William B Currie: Salmon fishing on Spey

Any chance to fish the River Spey is exciting, but for me this visit is also a pilgrimage. Memory was stirred. Returning to Spey at such a time of hope felt like a mission of discovery. Were the recent spring and summer improvements merely a flash in the pan, or signs of radical and long lasting change?

The road north gave me time to think—and to let the magic of Speyside begin its work. The hope inspired in spring is not merely one of better numbers. No fisher can return to any stretch on this remarkable river—let alone to a distinguished lower beat—without feeling again the sensation of the river opening up, stirring memories, extending promises, raising hopes. The river reaches out to the salmon fisher and winds him in, almost like an embrace.

It is difficult to comprehend Spey as a whole. The second longest salmon river in Scotland, it presents many different characters in its extensive course. If your journey north takes you to Speyside by way of Newtonmore, you will glimpse the upper Spey swinging in from the west and being joined by the Truim, full of the briskness of a Highland stream. Immediately below that you may be aware of certain anomalies; at Kingussie you find this Highland river a sluggish water, easing through a rushy marsh and opening out into Loch Insh, near Kincraig, ‘a foiled, circuitous wanderer’. In this reach it is difficult to believe that Spey deserves the reputation of being the fastest-flowing salmon river in Scotland. How can that be true, when the river idles, canal-like, through much of its middle valley, and harbours quantities of pike? It is easy to forget that often Highland rivers—even those with such a reputation for pace as Spey—have upper valleys where the flow is interrupted, producing substantial stretches of slow water. At first these seem to be ‘pike territory’; indeed, I have caught a jack pike there on a trout fly. But do not be deceived. In Loch Insh and its marshes we also catch salmon and first-class brown trout. And there are plenty of salmon and excellent sea trout on the slow waters from Aviemore to Grantown. Then, from Grantown down, the classic Spey begins.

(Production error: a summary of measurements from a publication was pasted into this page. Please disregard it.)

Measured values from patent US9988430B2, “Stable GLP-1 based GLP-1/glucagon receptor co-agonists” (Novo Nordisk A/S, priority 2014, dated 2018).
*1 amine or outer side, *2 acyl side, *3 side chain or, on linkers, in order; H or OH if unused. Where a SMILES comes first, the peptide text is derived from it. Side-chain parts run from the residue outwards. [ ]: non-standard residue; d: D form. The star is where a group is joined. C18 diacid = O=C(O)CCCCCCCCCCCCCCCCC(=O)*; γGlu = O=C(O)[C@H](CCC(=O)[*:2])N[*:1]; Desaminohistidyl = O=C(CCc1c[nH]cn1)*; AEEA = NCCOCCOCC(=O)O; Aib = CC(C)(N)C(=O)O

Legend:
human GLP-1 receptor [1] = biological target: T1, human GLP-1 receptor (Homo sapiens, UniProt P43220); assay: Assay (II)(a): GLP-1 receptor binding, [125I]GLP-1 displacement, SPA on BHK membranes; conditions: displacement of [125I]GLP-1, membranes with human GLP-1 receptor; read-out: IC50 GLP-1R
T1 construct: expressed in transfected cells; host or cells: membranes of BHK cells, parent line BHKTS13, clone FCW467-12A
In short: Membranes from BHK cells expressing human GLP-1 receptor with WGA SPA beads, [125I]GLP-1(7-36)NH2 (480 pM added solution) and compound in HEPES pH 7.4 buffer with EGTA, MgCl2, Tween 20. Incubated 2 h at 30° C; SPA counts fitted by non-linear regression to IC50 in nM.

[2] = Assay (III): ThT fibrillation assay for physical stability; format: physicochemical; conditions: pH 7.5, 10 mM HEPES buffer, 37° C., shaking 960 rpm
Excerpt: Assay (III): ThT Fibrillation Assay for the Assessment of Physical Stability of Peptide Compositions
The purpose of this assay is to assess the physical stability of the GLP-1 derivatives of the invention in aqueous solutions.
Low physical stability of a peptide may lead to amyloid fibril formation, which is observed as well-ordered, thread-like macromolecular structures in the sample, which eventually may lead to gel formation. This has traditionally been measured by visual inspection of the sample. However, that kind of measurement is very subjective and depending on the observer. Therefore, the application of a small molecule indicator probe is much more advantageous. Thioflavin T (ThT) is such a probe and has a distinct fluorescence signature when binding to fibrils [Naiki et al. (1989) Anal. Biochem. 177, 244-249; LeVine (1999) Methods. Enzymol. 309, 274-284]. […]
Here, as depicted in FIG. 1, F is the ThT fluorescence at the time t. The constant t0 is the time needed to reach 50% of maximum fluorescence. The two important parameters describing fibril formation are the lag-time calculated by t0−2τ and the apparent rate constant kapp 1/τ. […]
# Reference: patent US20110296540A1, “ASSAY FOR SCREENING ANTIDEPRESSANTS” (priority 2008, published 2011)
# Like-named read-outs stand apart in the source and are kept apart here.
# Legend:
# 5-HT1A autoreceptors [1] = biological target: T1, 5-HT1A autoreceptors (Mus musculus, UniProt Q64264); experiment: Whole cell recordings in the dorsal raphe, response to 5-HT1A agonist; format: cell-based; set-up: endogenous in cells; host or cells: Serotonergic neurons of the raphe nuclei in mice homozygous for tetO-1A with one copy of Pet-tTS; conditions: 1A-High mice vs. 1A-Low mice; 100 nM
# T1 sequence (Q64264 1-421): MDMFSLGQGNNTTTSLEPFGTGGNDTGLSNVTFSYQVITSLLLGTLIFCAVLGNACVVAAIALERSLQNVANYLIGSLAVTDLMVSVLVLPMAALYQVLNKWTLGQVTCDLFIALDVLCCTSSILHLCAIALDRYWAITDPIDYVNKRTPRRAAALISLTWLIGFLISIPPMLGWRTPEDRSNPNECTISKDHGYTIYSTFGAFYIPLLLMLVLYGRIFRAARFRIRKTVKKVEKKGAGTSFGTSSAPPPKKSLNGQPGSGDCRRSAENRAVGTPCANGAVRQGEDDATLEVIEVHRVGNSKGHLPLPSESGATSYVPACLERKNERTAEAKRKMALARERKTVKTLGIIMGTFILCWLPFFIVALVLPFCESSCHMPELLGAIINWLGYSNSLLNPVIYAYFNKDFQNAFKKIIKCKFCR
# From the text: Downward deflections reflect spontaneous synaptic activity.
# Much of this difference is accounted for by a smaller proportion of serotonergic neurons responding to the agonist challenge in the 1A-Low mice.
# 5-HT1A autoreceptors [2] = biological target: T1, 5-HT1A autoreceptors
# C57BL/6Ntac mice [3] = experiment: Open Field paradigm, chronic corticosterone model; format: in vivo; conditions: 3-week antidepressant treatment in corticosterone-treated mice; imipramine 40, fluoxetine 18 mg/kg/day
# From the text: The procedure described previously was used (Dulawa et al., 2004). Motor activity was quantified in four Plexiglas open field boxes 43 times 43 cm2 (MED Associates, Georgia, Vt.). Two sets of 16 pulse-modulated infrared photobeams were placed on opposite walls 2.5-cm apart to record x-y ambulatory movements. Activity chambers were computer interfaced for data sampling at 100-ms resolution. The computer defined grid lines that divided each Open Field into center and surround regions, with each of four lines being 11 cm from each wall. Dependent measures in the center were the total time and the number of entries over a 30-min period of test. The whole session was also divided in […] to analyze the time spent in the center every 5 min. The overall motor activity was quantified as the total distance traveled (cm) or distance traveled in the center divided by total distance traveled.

If, like me, you prefer the quieter route, take the small road on the left bank and you will have glimpses and vistas of Spey to stir the soul: the magnificent Highland river, with its well-defined pools and salmon streams, cutting its way through a fine wooded valley. The beats and pools of the river here are legendary: among them Castle Grant, Tulchan and Ballindalloch, where the Avon joins, itself a notable salmon river. Below lie Knockando, Carron and Wester Elchies—beats whose very mention puts a gleam in the eyes of the salmon fisher. Cross the river and stand on the suspension bridge at Aberlour to sample the view, as I have often done. My friend in past years was the minister at Aberlour, and it was there in spring, and at Delagyle above, that first I knew the meaning of abundance on a salmon river.